Students benefiting from degree subsidy must remember their debt to Hong Kong society
Kerry Kennedy says self-financed undergraduate students and their institutions who accept this largesse should also understand their obligation to give back to society after they graduate
Chief Executive Carrie Lam Cheng Yuet-ngor delivered on her election promise to support the education sector by providing self-financed undergraduate students with a HK$30,000 subsidy. Even the usually recalcitrant Legislative Council begrudgingly supported the initiative so that funds could flow in this financial year.
It was a quick and early victory for Hong Kong’s new leader and showed her seriousness both in supporting education and keeping promises. But is it money well spent, both for the recipients and for the government?
Students will not actually see the money – it will be deducted from their tuition fee, then the institution will be reimbursed. Also, it is not open to all students – only those who achieved a minimum standard of Level 3 in Chinese and English and Level 2 in maths and liberal studies, or those who already have an associate degree and are enrolled in undergraduate programmes.
Thus, those who have enrolled in an associate degree programme miss out, as do ethnic minority students who have not studied Chinese, and self-financed students in University Grants Committee-funded universities. Nevertheless, there is little doubt that both students and their families, as well as the eligible institutions, are grateful for the support. The subsidy may attract more students at a time of low enrolment in the private education sector.
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Since it is an annual subsidy, the support will be appreciated although actual fees are hefty, often more than HK$300,000 over a four-year period. Students from families that are not well off can benefit from both the subsidy, which is not means-tested, and support from the Student Finance Office, which is means-tested.
Overall, from both a student and an institutional perspective, the subsidy may well make an important difference to the point of encouraging some students and their families who otherwise may not have a chance to move upward.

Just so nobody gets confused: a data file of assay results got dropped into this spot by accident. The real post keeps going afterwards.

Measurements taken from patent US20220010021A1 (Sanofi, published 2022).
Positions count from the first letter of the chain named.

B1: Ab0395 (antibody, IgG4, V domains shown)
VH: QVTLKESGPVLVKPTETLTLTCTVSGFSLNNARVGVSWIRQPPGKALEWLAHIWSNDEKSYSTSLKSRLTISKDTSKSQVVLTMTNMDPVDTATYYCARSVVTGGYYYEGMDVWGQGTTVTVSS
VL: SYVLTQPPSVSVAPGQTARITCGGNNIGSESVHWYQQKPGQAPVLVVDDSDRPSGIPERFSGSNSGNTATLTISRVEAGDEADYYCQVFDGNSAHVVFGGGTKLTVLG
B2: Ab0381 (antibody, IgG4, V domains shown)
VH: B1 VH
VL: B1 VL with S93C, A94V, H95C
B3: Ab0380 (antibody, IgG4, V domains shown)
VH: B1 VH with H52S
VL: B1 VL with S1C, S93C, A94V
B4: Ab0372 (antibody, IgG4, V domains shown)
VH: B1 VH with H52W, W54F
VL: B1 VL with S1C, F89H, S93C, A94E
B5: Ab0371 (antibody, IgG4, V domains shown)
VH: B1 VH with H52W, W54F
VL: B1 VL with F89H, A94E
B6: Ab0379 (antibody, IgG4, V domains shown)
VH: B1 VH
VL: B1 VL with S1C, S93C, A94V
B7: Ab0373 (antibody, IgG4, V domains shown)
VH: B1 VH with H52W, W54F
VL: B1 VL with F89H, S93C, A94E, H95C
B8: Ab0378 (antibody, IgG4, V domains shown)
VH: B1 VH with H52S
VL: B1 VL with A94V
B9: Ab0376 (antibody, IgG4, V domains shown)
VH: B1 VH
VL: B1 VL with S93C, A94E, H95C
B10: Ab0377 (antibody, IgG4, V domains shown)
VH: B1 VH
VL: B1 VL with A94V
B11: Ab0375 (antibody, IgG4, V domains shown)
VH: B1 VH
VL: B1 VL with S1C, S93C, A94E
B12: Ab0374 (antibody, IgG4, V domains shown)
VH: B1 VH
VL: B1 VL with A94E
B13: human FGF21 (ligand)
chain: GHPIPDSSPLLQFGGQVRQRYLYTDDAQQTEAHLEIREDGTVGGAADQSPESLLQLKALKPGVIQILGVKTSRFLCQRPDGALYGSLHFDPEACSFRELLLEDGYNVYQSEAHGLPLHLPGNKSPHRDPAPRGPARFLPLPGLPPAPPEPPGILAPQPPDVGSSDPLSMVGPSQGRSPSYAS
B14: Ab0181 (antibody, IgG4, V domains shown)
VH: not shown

There has been some criticism that graduates of self-financed programmes may not get jobs at the end. There is little evidence for this point of view, and Hong Kong’s unemployment rate at 3.2 per cent and underemployment at 1.2 per cent suggest that there is not a great deal of wastage in the system.
There may be complaints about salaries, mobility, housing and numerous other things but actual employment does not seem to be an area for complaint. In any event, the days of rigid human resource planning on a territory-wide scale are surely at an end, with new jobs emerging, new industries developing and new opportunities opening up both regionally and internationally. Yet this context itself requires a note of caution on self-financed education.
The focus of self-financed undergraduate education must be on producing high-quality graduates. Such graduates must not only be able to meet market needs but also be capable of problem-solving, critical thinking, creativity, teamwork and entrepreneurship.
In all likelihood, today’s graduates may have six or seven careers in a lifetime and they must be ready to take them up and contribute in as many ways as possible. If such graduates come out of self-financed programmes, then the public investment will be justified.
This is the responsibility of the private institutions and it is one that needs to be closely monitored. Public money must result in a public good, otherwise it will be wasted.
Some economists have made the point that a community’s aggregate skill levels can predict economic growth. Thus, the higher the average skill level, the more likely it is to stimulate the economy. It may well be that, in societies such as Hong Kong, Singapore and South Korea, the rapid growth of educational opportunities in the 20th century propelled each along very significant growth trajectories.
If private education institutions in the 21st century can produce high-quality graduates capable of grappling with social and economic issues, then this can only add to Hong Kong’s aggregate skill level. The more skilful our society, the more likely it is to be successful, and this will be a benefit to everyone, not just the graduates or their institutions.
In the end, the issue to consider when assessing the benefits of the new subsidy scheme is whether there are sufficient public benefits to warrant the investment.
It is generally accepted that the returns on any investment in higher education are more likely to be private than public and this provides the rationale for university students paying fees: they are the ones who will benefit most from their qualifications in terms of higher incomes over the course of a lifetime. Therefore, it is argued, it is only fair that they contribute to this personal outcome.
But graduates must also contribute to society, either in terms of their actual profession, or in other ways, in order to justify public investment. Students and their institutions accepting the subsidy must remember this.
Students will need to consider how they can contribute to the public good and institutions will need to look beyond their business plans to the obligations they will have to society at large. There is no such thing as a free subsidy!
Professor Kerry Kennedy is adviser (academic development) at the Education University of Hong Kong